By Jonathon Van Maren
In 2005, Hollywood released a film titled The Island, a dystopian story about a group of people who live their strictly regimented lives in a facility. The story focuses on a worker named Lincoln Six Echo who, through a series of coincidences, discovers the horrifying truth about the facility he lives in and the fate he and his fellow residents face: They are clones created for the purpose of organ harvesting should those who paid for their creation ever need it. They are human beings, yes—but the sole purpose for their existence is to be a supply of spare organs and body parts.
A few years ago a pro-life leader noted in an interview that the film carried inherently anti-abortion messages. As it turns out, The Island could turn out to be prophetic, too. The Israel-based biotech firm Renewal Bio is hoping to create “synthetic” human embryos for the explicit purpose of harvesting their organs for both transplanting as well as treating infertility, aging, and genetic diseases. According to the New York Post, Renewal Bio has “claimed that it successfully used advanced stem cell technology and artificial wombs in order to grow mouse embryos which continued to develop for several days.”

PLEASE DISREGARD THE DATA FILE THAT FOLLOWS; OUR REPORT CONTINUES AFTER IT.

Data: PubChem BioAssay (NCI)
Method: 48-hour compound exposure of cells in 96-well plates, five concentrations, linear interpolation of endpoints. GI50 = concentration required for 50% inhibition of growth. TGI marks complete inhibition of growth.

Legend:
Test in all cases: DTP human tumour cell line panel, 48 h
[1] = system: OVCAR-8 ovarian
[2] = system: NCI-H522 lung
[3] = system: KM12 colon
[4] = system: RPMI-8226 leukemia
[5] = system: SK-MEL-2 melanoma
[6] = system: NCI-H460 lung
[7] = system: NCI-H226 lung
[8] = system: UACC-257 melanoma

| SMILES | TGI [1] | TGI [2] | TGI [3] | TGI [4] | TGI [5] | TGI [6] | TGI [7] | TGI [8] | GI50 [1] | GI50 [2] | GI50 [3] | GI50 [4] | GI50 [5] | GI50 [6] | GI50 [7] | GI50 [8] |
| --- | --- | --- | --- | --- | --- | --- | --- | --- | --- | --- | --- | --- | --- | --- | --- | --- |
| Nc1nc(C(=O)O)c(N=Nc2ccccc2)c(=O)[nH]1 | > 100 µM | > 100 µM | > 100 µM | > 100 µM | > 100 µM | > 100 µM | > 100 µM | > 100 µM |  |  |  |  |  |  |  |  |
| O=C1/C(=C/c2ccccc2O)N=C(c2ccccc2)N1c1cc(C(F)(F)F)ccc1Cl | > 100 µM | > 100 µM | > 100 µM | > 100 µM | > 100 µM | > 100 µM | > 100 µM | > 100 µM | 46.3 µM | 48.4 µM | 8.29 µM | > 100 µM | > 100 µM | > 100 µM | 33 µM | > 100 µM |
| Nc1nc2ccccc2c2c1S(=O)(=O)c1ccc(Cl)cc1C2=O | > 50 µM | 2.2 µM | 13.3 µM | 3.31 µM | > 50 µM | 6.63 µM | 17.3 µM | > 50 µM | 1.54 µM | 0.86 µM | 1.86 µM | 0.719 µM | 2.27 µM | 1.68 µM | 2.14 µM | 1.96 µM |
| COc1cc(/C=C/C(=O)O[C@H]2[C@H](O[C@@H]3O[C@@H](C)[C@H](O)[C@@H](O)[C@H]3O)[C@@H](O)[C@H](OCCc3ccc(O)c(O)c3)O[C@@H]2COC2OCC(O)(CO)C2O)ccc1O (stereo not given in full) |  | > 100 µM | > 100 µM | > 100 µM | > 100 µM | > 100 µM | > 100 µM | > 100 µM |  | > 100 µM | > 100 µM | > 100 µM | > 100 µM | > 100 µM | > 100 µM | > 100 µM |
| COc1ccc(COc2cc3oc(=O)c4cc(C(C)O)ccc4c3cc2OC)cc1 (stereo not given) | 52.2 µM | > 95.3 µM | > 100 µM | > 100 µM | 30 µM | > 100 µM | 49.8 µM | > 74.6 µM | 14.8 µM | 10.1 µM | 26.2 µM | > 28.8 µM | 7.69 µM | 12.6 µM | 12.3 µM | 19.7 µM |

Now that the process has worked with mouse embryos, which the MIT Technology Review says stayed alive “until they developed beating hearts,” blood flow, and the beginnings of a brain, researchers want to use the same process to create human embryos. Jacob Hanna of the Weizmann Institute of Science in Israel and the founder of Renewal Bio published the results in the journal Cell. He is enthusiastic about the potential. “The embryo is the best organ-making machine and the best 3D bioprinter—we tried to emulate what it does. Remarkably, we showed that embryonic stem cells generate whole synthetic embryos, meaning this includes the placenta and yolk sac surrounding the embryos.”